It is the same with sellers. I just heard yesterday about a seller that has turned down 5 offers. After 5 offers you should get an idea of what a buyer is willing to pay for your home. Yet there are some unreasonable sellers that will still want more after multiple offers on their house. The seller just rejected my clients offer that was higher than the previous 4 offers. Sellers and buyers do not have to close the deal. And it is common for buyers or a seller to quit negotiating and walk away from the deal. Sometimes they just don’t care or are unreasonable in their demands and wants. It is common for one party to base their price in reality and the other party in the transaction living in dream land.
So when negotiating on a sales price you want to be the one grounded in reality. You want your agent to look at the recent solds in the neighborhood. That way the agent or you can look at the recent sold prices of comparable homes and be able to give a range of what the home is worth. That is so important whether you are the seller or buyer. Know what the current market value of the home is your priority.
Having the knowledge of the range of what the home is worth gives you a basis of what to offer (if you are the buyer ) or what to accept (if you are the seller). If you are unreasonable in what you want then do not be surprised when the other party stops negotiating or walks away. It is the same way for you. If the other party is unreasonable in their demands then it is smart for you to walk away. The other party has an incentive to close on the home, but they cannot be forced to accept what you think or what you want. Even if you are right on, they may be the unreasonable one. There is nothing you can do about it. Many buyers do not have to buy the one house or the seller does not have to sell. That is the difference in home sales in most cases…. they do not have to. If you are a hard nosed negotiator you may learn the hard way and lose the house. So the key is how bad do you want to buy or sell?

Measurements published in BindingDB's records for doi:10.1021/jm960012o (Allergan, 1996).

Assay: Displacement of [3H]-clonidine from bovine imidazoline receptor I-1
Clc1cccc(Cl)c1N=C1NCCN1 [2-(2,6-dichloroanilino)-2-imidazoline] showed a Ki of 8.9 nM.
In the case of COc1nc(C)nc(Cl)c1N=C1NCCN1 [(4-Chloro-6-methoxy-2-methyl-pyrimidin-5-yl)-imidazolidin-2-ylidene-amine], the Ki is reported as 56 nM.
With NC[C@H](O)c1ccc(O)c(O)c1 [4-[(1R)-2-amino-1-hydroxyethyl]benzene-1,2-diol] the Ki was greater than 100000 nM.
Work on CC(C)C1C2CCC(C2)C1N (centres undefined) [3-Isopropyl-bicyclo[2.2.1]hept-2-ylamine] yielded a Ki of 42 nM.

I hope this negotiating tip of understanding the mind set of the opposite party, and what has to be done in the home sales process will help make your home sales negotiation more fruitful. It will save you aggravation if you understand this up front. It does not matter if it is waterfront home for sale in Oakland County or any home in Mesquite, NV. …..realize that many times hard nosed negotiations fail in the real estate business.
The goal should always be to find a win win for both parties.
Tax Free Exchange: A Valuable Alternative To A Home Sale